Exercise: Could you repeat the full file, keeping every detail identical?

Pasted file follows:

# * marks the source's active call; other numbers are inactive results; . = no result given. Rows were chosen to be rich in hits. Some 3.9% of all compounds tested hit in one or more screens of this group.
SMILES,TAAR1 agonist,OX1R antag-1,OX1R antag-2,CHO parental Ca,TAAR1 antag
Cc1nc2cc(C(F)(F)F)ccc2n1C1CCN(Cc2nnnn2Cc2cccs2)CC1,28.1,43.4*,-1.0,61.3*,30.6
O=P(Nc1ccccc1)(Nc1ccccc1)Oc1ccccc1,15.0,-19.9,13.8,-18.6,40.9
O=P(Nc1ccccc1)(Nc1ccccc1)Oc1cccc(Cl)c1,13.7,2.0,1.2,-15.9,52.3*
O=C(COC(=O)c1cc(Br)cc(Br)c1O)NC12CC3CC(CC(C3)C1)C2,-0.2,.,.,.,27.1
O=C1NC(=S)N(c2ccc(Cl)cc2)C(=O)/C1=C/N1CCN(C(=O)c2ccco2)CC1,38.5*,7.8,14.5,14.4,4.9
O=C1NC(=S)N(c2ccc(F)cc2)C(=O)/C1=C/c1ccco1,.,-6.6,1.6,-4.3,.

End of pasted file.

# * marks the source's active call; other numbers are inactive results; . = no result given. Rows were chosen to be rich in hits. Some 3.9% of all compounds tested hit in one or more screens of this group.
SMILES,TAAR1 agonist,OX1R antag-1,OX1R antag-2,CHO parental Ca,TAAR1 antag
Cc1nc2cc(C(F)(F)F)ccc2n1C1CCN(Cc2nnnn2Cc2cccs2)CC1,28.1,43.4*,-1.0,61.3*,30.6
O=P(Nc1ccccc1)(Nc1ccccc1)Oc1ccccc1,15.0,-19.9,13.8,-18.6,40.9
O=P(Nc1ccccc1)(Nc1ccccc1)Oc1cccc(Cl)c1,13.7,2.0,1.2,-15.9,52.3*
O=C(COC(=O)c1cc(Br)cc(Br)c1O)NC12CC3CC(CC(C3)C1)C2,-0.2,.,.,.,27.1
O=C1NC(=S)N(c2ccc(Cl)cc2)C(=O)/C1=C/N1CCN(C(=O)c2ccco2)CC1,38.5*,7.8,14.5,14.4,4.9
O=C1NC(=S)N(c2ccc(F)cc2)C(=O)/C1=C/c1ccco1,.,-6.6,1.6,-4.3,.